Bruce Karpati, Chief of the SEC’s Asset Management Unit (“AMU”), discussed his views on the AMU’s current hedge fund and private equity fund enforcement priorities in two recent public appearances. The AMU, created in 2010, is a specialized unit within the SEC’s Division of Enforcement that focuses on investigating securities law violations in the asset management industry.
Hedge Fund Enforcement Priorities. In a speech on December 18, 2012 before the Regulatory Compliance Association, Karpati discussed the AMU’s oversight of the hedge fund industry. According to Karpati, the industry needs vigilant enforcement oversight because of certain trends and practices in the industry. In particular, he noted that there are a growing number of retail investors who are directly or indirectly exposed to hedge funds via pension plans, endowments, foundations and other retirement plans. He also noted that, looking ahead, the elimination of the prohibition on general solicitation as a result of the Jumpstart Our Business Startups Act may make it easier for unsophisticated investors to invest directly in hedge funds.
In addition, Karpati expressed concern that many hedge funds are vulnerable to fraud because their operating models create a “misalignment of incentives” between the adviser and its investors. He provided several concrete examples of this, including that (i) payment of management fees and performance fees to advisers creates an incentive to overvalue assets in order to boost compensation, (ii) advisers are under pressure to show consistently positive performance in order to attract new investors and retain existing investors, (iii) where a hedge fund’s investment strategy may benefit from an informational edge in the market, the fund’s adviser may seek this information through insider trading or other illicit means, (iv) because some advisers control all aspects of their business, severe conflicts of interest may arise (such as improper related-party transactions or misappropriation of money) and (v) advisers may be under pressure to give preferential redemptions or side letters to certain investors. Karpati noted that, since 2010, the SEC’s Division of Enforcement has brought over 100 cases against hedge fund managers, a significant majority of which involved valuation, conflicts of interest, performance and compliance and controls. Hedge fund advisers can expect these areas to continue to be a focus for the AMU.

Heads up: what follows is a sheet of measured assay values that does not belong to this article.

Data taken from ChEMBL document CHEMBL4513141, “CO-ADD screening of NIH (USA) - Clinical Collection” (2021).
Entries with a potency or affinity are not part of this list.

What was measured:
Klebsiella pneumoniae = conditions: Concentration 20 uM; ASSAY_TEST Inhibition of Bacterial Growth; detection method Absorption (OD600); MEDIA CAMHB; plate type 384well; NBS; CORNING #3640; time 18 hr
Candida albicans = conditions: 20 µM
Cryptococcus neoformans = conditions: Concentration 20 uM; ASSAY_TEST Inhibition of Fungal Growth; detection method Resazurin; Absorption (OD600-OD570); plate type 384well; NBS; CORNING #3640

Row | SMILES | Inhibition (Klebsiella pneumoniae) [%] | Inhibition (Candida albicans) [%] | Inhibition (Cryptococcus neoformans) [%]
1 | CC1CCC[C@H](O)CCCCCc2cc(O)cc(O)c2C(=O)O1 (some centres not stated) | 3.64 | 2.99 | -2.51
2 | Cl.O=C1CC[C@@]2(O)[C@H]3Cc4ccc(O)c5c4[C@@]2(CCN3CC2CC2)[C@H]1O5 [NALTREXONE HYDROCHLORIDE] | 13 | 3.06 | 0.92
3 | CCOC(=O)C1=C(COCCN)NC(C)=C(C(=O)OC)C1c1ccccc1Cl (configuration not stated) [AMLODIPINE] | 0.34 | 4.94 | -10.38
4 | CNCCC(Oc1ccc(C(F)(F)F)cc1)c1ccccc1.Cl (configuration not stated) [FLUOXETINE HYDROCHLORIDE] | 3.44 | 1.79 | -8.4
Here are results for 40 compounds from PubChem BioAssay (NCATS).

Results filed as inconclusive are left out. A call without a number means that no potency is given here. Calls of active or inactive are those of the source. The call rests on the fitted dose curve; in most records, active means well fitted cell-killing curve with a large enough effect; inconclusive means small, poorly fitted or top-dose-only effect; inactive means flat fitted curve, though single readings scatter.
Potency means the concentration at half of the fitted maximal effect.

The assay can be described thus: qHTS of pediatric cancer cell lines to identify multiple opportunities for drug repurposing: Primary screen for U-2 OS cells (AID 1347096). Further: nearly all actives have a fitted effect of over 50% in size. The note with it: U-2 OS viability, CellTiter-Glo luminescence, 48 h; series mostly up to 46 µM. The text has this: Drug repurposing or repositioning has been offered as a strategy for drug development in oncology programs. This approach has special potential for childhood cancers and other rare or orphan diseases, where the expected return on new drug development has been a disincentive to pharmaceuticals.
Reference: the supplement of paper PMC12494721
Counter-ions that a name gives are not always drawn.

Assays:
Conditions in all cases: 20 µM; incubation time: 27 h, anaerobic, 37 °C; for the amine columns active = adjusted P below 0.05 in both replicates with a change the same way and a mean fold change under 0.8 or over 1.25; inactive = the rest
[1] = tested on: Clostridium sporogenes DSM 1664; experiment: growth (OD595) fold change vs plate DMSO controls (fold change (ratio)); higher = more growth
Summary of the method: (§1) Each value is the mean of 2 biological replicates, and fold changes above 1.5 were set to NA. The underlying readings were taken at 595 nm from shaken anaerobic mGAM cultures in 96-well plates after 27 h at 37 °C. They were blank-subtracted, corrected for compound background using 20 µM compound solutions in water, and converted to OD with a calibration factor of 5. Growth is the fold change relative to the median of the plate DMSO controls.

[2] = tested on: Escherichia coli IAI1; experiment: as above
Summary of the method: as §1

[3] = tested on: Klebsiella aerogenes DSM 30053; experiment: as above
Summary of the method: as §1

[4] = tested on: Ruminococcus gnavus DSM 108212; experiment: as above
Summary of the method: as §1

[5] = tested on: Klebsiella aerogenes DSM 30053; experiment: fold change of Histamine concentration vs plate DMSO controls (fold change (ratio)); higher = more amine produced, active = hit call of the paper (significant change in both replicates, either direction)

Private Equity Enforcement Priorities. In a question and answer session on January 23, 2013 at the Private Equity International Conference, Karpati discussed the AMU’s oversight of the private equity industry and noted that it is “not unreasonable to think that the number of cases involving private equity will increase.” Karpati noted that the private equity industry has certain unique characteristics that make it susceptible to fraud. He identified a difficult fundraising environment and capital overhang as current “industry stressors” that are leading to extra pressure on returns and incentivizing advisers to engage in inappropriate marketing activity and other misconduct In addition, he cited the following as areas of concern: (i) lack of transparency, especially with respect to the valuation of illiquid assets and the operations of portfolio companies (for example, he noted that some managers may write up assets during a fund raising period to attract potential investors and then write them down after the fund raising period closes) and (ii) conflicts of interest, which according to Karpati can lead to misappropriation, cherry picking and other misconduct. He highlighted several recent enforcement actions against private equity advisers that involved misconduct such as usurpation of investment opportunities, misallocation of expenses, misstatements to investors about performance, insider trading and inflated valuations.